"All nurses should advocate for continued research to establish a base of evidence for practice related to medical cannabis. The registered nurses (RN) (including the RN manager or educator) is accountable to integrate research into practice. RNs and licensed practical nurses (LPN) are accountable to evolve their practice based on evidence."
--College of Licensed Practical Nurses of Nova Scotia, College of Registered Nurses of Nova Scotia. [PDF 8p]
Guidelines | | 2017
Clearing the Haze
Human Resources Professionals Association's white paper [PDF 26p] explores four key areas:
White Paper | | 2017
Disability Management and Accommodation for RCMP Members
In April, 2017, the RCMP launced an enhanced Disability Management and Accommodation program to provide coordinated support for ill or injured members while they recover. The services include:
Information | | 2017
Everything Employers Ought to Know about Medical Marijuana
Dr. Melissa Snider-Adler explains that one of her roles as DriverCheck's Chief Medical Review Officer is to determine if there is a legitimate medical explanation for an employee's positive test and then alert the employer to safety risks.
Article | | 2017
Five Key Considerations for Employers
Daryl Cukierman and Michael Howcroft, Blake, Cassels & Graydon LLP, in anticipation of cannabis legalization, provide a general guide for employers.
Article | | 2017
How Should Employers Prepare?
Michael Kelly and Sabrina Singh, Kelly + Singh Lawyers LLP, advise that needed additions to employer rules include cannabis use in the workplace:
Questions & Answers | | 2018
How will your HR Department Prepare for Legal Weed?
Scott Johnstone examines the Human Resources Professionals Association (HRPA) report's for employer concerns and details HRPA's recommendations to the federal government and HR departments.
Article | | 2017
Impairment at Work
An occupation health and safety, question-and-answer fact sheet from the Canadian Centre for Occupational Health and Safety:
Fact Sheet | | 2017
Cannabis at Work. A source for locating Canadian cannabis jobs, recruitment services, online industry training, and workplace impairment training.
List | | 2018
Marijuana in the Workplace: What Employers Need to Consider
Dr. Farrell Cahill answers the following questions:
Questions & Answers | | 2018
Medical Marihuana Privacy Breach
On November 19, 2013, Health Canada mailed letters to 41,514 clients of the Marihuana Medical Access Program across Canada in windowed envelope containing the letter explicitly identified the Marihuana Medical Access Program in the return address on the outside along with the name and address of the client recipient. The Office of the Privacy Commissioner of Canada (OPC) received complaints concerning the mailing's impact on personal lives including loss of employment, reputational damage and personal safety. OPC concluded the complaints are well founded.
Summary | | 2018
Medical Marijuana Use in the Retail Workplace -- What You Need to Know
Derek Bumstead, VP, HASCO Health & Safety Canada Corp., gives an overview of issues arising around medical cannabis in the workplace:
Article | | 2018
Non-medical Marijuana Use at Work
Colton M. Hnatiuk, TDSLaw, points out that the employer's drug and alcohol policies need to spell out how non-medical cannabis use will be addressed in the workplace. When there is reasonable cause to believe an employee is under the influence of cannabis, the policy could allow the employer to insist on that employee taking a drug test. An employee's refusal may then be properly viewed as a serious violation, but not necessarily as a justifiable reason for automatic termination.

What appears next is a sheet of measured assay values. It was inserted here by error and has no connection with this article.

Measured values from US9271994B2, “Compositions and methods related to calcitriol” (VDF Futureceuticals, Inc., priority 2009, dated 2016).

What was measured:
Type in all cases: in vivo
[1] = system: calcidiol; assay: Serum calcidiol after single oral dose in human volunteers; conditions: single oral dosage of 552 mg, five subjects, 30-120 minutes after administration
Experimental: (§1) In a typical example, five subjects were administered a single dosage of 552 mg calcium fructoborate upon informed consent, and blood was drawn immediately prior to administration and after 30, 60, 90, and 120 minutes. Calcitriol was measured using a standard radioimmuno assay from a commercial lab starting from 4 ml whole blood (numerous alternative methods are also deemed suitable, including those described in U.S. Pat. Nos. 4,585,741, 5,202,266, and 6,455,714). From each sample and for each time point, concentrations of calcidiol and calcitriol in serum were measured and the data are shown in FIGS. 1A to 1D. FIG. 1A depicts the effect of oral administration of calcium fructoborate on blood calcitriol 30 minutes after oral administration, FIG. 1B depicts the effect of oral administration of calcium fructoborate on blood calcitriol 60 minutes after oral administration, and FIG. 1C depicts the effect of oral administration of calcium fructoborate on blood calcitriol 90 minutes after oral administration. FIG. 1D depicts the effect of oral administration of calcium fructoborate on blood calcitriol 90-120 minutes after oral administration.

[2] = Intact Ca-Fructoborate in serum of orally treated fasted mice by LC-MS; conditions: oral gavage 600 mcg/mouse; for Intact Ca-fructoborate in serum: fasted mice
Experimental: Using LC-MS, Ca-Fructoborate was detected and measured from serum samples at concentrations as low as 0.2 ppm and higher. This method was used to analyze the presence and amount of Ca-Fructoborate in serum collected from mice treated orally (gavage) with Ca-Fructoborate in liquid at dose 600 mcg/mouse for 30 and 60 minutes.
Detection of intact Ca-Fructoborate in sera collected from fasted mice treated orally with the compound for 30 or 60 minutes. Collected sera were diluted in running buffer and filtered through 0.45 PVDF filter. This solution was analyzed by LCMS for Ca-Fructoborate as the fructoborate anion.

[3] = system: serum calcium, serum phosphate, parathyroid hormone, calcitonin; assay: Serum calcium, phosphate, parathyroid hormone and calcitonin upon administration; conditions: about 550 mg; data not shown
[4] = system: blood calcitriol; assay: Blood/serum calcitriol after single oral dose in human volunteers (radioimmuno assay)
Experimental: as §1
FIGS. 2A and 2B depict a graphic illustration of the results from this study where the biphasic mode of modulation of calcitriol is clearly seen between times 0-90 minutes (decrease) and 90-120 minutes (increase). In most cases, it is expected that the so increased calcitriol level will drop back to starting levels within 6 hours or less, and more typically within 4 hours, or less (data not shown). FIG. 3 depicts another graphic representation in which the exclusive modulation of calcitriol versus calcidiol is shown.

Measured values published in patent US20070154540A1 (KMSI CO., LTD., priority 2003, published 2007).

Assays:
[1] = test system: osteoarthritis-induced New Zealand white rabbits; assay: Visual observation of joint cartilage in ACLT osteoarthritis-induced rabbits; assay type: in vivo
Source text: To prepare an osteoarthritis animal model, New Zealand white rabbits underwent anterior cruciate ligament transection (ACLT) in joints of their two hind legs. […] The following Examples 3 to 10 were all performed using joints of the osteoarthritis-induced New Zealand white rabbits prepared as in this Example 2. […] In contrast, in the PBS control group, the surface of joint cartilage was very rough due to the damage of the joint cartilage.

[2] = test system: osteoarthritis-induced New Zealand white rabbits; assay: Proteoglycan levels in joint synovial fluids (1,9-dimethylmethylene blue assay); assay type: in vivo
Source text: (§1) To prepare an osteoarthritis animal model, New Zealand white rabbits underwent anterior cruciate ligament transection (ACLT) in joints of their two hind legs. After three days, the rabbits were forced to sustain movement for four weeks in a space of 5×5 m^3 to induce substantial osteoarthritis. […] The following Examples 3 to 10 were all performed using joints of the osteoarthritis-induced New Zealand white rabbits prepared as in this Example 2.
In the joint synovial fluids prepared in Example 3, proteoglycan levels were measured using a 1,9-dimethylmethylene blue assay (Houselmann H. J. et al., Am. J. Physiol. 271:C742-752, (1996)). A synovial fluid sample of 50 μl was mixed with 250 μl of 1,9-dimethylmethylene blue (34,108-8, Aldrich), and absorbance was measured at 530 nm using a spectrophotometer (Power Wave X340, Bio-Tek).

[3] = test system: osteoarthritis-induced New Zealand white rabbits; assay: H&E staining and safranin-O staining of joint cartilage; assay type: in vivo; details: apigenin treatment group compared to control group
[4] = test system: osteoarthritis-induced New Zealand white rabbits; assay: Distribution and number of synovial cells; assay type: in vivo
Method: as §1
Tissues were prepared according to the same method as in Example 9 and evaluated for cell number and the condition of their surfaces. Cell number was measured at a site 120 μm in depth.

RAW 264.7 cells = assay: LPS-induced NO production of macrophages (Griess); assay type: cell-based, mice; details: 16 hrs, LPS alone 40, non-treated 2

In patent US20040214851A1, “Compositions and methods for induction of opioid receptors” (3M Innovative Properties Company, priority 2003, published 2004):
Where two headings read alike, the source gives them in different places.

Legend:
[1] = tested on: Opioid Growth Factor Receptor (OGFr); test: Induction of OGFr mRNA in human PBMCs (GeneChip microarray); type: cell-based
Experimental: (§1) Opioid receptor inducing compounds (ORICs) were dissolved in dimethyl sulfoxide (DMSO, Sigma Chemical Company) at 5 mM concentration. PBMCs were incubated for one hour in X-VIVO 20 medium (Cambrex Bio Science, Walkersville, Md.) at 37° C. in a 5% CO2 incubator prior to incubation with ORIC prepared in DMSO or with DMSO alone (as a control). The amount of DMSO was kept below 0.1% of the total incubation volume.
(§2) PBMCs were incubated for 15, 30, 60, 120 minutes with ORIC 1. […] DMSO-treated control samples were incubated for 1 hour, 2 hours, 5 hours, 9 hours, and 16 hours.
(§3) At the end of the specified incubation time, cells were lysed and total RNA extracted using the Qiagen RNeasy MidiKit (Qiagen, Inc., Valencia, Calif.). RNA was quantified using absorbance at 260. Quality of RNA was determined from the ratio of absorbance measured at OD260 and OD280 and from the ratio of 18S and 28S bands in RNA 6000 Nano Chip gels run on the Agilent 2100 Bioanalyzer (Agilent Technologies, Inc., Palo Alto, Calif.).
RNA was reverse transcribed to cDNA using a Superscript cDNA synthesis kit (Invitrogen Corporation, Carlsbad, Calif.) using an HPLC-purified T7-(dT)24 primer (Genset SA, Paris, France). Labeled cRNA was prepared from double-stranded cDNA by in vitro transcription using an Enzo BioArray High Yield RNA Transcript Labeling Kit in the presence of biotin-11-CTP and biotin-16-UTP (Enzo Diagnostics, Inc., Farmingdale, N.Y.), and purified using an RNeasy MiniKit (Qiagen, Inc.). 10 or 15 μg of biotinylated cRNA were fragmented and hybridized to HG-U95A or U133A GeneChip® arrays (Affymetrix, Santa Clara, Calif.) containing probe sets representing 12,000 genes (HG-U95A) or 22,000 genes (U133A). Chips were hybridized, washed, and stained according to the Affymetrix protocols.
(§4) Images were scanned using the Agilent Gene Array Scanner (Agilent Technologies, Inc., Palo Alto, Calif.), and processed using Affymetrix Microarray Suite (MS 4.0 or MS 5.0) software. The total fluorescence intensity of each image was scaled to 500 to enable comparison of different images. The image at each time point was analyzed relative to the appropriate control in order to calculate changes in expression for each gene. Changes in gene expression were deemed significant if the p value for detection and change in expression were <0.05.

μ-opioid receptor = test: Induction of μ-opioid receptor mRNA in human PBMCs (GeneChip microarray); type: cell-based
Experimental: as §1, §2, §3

Article | | 2017
Preparing your Business for Legal Marijuana
Tiffany Zanatta recaps Kelowna Employer's Forum's January meeting on the legalization of cannabis and its impact on the workplace:
Recap | | 2018
Resume Writing for the Cannabis Industry
Tips and examples, from Alison McMahon, Cannabis At Work, on customizing cover letters and resumes to appeal to employers of the new Canadian cannabis industry.
Article | | 2017
Risk of Impairment from Cannabis
A guide from the Canadian Centre for Occupational Health and Safety for developing successful workplace therapeutic and recreational cannabis impairment procedures. Covers:
White Paper | | 2018
Ronald Francis
Corporal Ron Francis made national headlines after he complained his workplace accommodation did not allow him to smoke medicinal cannabis for PTSD while in uniform and in public. During his memorial service, the family requested the Red Surge only be worn by Corporal Ron Francis and no other member of the RCMP.
Obituary | | 2014
Section 56 Class Exemptions
Health Canada issues class exemptions to section 56 of the Controlled Drugs and Substances Act (CDSA) pertaining to the application of the CDSA and it regulations.
List | | 2018
Want to Work in Cannabis? Here's Where You Should Study
At the beginning of 2018, British Columbia and Ontario offered classroom courses. Online courses are starting to become available.
Article | | 2018
Weed at Work - How the Cannabis Act will Impact the Canadian Workplace
An interview with Brian Greenspan, an employment lawyer with Hummingbird Lawyers LLP, who points out that upon the expected dramatic increase in registered medicinal users, many issues will arise for employers in regards to cannabis and the workplace.
Interview | | 2017
Weed In The Workplace, A Primer for Employer Action
Tamara Ticoll, Employment, Labour and Knowledge Management Lawyer, Stikeman Elliott LLP, suggests employers take a proactive approach for:
Article | Stikeman Elliott LLP | 2018
Why Total Bans on Workplace Pot Won’t be Easy under Cannabis Act
"I had a call from a company the other day that said one of their employees was injured on the job, and as a matter of standard practice, they get drug-tested," Sandra Gogal recounted. "The results came back positive, and they said, ‘Can we fire him?’ And I just said, ‘We don’t know yet whether that was for medical purposes or not.’"
--David Gambrill.
Article | | 2018
Workplace Strategies: Risk of Impairment from Cannabis
Canadian Centre for Occupational Health and Safety's recommendations for addressing impairment in the workplace associated with cannabis and other substances. [PDF 39p]
White Paper | | 2017
Workplaces Threaten Patient Access
Founder of Cannabis At Work, Alison McMahon points out the rights and responsibilities in the workplace related to medical cannabis, plus the problems these create.
Article | | 2016